Paul Ruud knows it. Recent studies show that men who wear PINK make more money. Ant-Man nearly broke Twitter this week while rocking a pink suit at the launch of the Avengers Campus at Disney’s California Adventure Park.
FYI Marvel fans and fashionistas, the Campus opens to the public today June 4th and the suit was made by Paul Smith.
Back to wearing pink and this more money thing. COTTON USA™ released a study showing that men who wear pink shirts make $1,600 more a year than colleagues who stick to traditional blue or white shirts.
In addition to the extra cash, there are some other fringe benefits:
– more compliments from female colleagues
– perceived as more confident
– twice as likely to have a master’s degree
This is music to my P!NK GOLDF!SH 2.0 co-author David Rendall. He wears head-to-toe Pink on stage. His unconventional commitment to pink makes him memorable.
David has lopsided pink and it has become inextricably linked to his brand. It’s on the cover of his books. It’s on his website.
It’s everywhere, even off-stage. Because he competes in Ironman triathlons and ultramarathons, he had his bike custom-painted pink. He also has a pink helmet, sunglasses, hat, tri-suit, and socks. Even his wedding ring is pink, thanks to QALO.
More than once David has been approached in an airport
by someone who recognized him because of his pink clothes. David receives pink gifts from his clients and fans, most notably, pink underwear and a pink cowboy hat. His Instagram feed is a constant barrage of interesting pink objects, like cars and buildings, sent from people all over the world.
In the past, I’ve ribbed David Rendall about the superiority of Purple over Pink. And the study backs this up. It turns out I might need to lighten up a bit though. Men who wear lilac shirts have the most office romances and a better chance of receiving promotions.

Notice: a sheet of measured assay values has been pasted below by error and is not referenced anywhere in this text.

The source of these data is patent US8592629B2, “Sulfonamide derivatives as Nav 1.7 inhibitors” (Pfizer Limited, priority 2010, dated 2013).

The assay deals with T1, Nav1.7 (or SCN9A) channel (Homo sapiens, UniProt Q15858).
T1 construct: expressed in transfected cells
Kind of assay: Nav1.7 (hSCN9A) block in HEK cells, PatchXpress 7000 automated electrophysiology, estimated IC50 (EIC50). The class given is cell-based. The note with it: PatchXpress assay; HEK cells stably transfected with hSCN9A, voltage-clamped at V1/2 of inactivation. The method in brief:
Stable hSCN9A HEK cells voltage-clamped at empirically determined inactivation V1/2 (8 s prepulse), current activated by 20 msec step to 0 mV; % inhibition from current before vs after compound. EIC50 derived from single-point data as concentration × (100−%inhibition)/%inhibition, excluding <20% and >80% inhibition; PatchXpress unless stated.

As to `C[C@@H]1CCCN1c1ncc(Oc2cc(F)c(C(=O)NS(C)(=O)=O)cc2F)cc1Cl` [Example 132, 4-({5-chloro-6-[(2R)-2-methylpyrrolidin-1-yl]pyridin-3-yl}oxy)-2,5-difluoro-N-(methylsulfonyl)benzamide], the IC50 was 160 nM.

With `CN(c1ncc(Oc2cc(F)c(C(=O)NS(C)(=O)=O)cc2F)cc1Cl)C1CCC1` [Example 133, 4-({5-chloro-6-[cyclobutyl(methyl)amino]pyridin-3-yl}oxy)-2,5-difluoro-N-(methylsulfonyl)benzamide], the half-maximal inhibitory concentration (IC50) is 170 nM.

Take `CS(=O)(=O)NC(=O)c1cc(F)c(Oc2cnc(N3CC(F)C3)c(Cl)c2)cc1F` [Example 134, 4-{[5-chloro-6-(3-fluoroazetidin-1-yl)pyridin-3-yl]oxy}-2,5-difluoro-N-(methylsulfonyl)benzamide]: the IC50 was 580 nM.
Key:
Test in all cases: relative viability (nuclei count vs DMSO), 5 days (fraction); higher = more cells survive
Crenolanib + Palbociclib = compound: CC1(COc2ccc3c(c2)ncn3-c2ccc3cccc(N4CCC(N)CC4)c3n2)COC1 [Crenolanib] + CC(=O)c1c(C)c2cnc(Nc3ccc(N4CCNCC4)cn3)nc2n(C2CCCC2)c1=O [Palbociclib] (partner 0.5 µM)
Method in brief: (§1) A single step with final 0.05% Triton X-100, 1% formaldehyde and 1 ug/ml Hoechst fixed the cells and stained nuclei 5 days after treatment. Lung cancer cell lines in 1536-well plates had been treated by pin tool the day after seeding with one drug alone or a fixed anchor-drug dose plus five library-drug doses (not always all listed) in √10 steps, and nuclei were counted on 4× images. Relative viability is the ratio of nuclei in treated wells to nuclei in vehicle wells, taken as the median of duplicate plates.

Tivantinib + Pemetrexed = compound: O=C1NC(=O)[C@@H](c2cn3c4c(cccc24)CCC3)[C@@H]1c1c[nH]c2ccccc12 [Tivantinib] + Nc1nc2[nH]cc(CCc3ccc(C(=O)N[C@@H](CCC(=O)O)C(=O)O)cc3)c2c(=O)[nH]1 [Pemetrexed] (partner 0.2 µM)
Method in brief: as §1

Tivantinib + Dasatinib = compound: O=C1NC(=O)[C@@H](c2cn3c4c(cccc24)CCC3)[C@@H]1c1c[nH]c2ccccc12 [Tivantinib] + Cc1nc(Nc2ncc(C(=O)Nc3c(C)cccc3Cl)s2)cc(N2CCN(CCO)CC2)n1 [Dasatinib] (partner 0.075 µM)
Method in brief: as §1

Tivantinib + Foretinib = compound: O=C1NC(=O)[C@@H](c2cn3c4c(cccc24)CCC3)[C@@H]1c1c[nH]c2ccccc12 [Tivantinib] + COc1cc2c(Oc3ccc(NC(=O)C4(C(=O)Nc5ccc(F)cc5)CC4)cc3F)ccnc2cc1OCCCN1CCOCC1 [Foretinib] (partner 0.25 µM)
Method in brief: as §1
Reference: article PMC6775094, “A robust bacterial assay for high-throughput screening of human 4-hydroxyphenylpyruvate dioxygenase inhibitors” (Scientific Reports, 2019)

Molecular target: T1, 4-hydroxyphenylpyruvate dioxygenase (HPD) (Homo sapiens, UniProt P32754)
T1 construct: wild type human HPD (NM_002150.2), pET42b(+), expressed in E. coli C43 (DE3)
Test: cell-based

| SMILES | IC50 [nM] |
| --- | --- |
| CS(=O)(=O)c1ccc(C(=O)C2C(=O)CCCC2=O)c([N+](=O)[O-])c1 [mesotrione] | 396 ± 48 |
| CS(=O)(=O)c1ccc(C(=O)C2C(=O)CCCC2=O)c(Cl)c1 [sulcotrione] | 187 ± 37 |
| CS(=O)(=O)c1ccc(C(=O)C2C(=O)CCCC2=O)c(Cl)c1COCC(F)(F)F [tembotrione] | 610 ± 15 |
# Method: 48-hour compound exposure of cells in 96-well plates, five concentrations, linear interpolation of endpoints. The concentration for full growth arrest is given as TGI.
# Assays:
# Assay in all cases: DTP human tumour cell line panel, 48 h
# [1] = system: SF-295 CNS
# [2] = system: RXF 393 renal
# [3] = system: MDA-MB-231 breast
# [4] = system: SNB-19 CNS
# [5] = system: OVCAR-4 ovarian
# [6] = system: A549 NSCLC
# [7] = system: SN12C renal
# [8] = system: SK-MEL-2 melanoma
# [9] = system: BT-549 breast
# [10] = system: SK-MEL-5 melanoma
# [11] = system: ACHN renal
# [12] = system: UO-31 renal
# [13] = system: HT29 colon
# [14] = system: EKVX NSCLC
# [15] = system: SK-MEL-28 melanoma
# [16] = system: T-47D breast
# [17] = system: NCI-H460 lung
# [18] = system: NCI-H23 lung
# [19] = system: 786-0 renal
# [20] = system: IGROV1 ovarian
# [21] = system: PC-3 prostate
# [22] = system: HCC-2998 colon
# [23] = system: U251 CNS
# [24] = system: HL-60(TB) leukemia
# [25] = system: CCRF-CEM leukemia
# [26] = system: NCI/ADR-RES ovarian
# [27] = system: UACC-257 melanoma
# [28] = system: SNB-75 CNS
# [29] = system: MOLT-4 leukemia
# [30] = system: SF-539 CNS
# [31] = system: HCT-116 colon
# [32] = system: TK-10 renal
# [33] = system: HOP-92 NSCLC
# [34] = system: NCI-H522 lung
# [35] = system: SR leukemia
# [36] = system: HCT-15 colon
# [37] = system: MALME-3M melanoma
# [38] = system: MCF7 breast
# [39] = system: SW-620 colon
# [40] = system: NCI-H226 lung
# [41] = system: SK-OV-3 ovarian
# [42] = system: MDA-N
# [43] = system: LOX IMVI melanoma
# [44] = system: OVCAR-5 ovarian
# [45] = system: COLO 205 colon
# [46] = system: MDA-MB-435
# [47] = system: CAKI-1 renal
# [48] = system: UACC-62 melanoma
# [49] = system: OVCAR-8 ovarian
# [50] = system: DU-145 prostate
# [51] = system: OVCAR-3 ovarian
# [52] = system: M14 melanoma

One geographical caveat and an interesting note:
1. This was a British study. Mileage might vary outside the UK.
2. Is this preference deep-seeded? Throughout the 1800s and into the early 1900s, pink ribbons or decorations were often worn by young boys in England. That’s right. Boys. They were considered small men, and while men in England wore red uniforms, boys wore pink. Pink was seen as a more masculine color than light blue. Let that sink in for a minute. Pink was considered masculine. Pink was strong. Blue was delicate. Theories to explain this have varied over the years, but it’s generally believed that blue was associated with the Virgin Mary, hence its more feminine connotations, while pink was linked to red, which was seen as a strong and masculine color.
Questions: Are you on TEAM PINK or TEAM PURPLE? Why do you think men in pink make mo’ money?
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Stan Phelps walks the walk. He stands out in the sea of sameness by modeling his own Differentiated Experience (DX) message: Differentiation isn’t just about what you say, it’s about what you do and, more importantly, how and why you do it. Stan leverages his unique collection of 5,000+ case studies on customer, employee, and brand experience to engage audiences with informative learning-based experiences. He believes purposeful DX wins the hearts of employees and customers, and differentiation ultimately boosts loyalty, retention, referrals, and results.
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